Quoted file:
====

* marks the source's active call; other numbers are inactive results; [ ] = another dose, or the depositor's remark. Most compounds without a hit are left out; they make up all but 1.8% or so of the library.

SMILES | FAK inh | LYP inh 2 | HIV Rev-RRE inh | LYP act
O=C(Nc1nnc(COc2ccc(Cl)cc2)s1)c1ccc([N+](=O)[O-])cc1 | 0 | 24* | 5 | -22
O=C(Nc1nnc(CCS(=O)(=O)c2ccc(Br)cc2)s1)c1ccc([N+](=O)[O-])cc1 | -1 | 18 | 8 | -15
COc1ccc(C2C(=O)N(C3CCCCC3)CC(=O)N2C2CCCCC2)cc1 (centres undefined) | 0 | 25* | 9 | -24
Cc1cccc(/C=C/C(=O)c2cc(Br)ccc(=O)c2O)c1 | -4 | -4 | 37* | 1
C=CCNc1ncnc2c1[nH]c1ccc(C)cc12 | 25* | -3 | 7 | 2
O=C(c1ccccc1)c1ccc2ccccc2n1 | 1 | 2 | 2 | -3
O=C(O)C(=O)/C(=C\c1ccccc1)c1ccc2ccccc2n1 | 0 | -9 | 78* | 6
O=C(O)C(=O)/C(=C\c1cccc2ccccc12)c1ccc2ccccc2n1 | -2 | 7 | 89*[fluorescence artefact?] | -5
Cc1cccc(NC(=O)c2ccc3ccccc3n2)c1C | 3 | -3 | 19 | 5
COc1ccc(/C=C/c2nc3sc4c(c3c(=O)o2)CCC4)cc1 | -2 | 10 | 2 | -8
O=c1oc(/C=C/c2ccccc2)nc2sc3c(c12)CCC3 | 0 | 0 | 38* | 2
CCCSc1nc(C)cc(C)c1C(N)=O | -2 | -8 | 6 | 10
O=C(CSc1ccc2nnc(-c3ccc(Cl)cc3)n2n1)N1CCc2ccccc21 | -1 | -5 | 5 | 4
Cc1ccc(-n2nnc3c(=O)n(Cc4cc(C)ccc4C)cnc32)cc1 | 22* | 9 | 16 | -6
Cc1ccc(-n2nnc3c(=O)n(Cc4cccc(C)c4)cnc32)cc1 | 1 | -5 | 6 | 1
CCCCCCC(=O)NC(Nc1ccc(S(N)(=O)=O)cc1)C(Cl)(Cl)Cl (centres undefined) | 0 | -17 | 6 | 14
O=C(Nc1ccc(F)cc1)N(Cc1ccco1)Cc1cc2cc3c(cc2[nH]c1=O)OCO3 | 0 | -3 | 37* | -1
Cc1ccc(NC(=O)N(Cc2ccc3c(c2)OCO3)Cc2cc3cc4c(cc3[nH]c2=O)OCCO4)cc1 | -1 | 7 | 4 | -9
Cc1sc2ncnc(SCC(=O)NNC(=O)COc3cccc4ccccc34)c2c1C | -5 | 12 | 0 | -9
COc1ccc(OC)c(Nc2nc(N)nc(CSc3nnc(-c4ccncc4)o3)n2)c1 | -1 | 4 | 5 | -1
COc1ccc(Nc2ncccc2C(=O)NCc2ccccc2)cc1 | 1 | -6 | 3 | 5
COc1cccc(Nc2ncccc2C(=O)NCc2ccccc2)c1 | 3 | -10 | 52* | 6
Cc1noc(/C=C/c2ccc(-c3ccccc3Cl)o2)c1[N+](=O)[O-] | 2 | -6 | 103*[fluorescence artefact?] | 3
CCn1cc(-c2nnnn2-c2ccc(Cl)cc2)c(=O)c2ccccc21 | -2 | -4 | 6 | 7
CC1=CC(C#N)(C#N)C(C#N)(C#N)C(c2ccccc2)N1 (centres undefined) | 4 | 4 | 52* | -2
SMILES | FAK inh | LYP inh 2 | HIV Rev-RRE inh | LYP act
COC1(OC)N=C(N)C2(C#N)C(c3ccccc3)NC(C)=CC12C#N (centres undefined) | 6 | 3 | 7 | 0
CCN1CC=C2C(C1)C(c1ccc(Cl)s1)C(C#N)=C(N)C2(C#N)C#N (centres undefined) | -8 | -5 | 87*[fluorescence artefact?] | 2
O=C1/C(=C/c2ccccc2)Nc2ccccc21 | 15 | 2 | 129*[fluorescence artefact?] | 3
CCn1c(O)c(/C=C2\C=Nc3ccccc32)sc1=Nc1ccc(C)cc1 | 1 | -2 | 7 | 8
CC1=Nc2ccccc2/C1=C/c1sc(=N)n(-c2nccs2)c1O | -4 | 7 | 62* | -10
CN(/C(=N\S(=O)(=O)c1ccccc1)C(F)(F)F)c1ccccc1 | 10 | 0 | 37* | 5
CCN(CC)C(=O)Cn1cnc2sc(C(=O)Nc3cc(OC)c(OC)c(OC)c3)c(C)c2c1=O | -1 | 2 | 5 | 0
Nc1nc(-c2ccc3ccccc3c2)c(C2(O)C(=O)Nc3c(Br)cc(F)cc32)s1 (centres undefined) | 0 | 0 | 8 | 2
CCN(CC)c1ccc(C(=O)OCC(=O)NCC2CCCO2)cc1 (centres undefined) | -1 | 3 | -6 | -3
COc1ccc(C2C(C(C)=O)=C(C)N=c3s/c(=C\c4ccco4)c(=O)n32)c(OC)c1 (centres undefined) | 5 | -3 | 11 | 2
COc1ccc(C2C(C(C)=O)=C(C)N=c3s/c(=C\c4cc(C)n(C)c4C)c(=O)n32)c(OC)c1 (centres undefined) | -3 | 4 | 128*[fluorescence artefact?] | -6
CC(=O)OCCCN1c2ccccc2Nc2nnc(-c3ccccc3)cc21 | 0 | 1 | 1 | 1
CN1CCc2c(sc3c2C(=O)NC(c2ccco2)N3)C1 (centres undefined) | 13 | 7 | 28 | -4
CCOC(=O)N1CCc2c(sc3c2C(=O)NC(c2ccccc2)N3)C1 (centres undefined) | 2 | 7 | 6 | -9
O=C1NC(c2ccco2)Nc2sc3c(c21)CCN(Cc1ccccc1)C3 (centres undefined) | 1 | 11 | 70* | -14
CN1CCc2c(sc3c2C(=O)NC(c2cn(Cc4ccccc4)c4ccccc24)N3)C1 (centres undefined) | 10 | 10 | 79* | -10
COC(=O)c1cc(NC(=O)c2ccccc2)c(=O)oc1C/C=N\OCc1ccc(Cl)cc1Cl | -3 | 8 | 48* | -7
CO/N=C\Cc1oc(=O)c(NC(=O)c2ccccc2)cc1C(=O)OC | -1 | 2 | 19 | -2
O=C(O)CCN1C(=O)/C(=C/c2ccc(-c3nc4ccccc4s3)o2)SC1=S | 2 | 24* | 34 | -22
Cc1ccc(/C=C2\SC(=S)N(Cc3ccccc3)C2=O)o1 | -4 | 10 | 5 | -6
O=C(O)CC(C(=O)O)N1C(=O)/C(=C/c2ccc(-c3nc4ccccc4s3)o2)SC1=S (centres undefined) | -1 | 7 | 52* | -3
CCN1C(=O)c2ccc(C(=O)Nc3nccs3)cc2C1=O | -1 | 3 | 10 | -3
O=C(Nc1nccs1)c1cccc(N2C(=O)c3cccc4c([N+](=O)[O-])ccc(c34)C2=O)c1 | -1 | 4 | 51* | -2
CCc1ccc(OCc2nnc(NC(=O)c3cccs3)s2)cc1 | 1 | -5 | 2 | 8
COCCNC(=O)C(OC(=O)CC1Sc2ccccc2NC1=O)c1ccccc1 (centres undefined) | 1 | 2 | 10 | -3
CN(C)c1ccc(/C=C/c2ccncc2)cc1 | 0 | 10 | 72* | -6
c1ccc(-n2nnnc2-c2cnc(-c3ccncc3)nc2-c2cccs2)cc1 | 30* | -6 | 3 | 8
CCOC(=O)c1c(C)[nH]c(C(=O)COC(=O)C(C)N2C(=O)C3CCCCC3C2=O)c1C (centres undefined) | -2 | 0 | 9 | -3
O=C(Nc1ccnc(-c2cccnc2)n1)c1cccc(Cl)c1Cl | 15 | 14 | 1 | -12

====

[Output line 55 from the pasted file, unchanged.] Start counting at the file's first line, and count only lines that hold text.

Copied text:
c1ccc(-n2nnnc2-c2cnc(-c3ccncc3)nc2-c2cccs2)cc1 | 30* | -6 | 3 | 8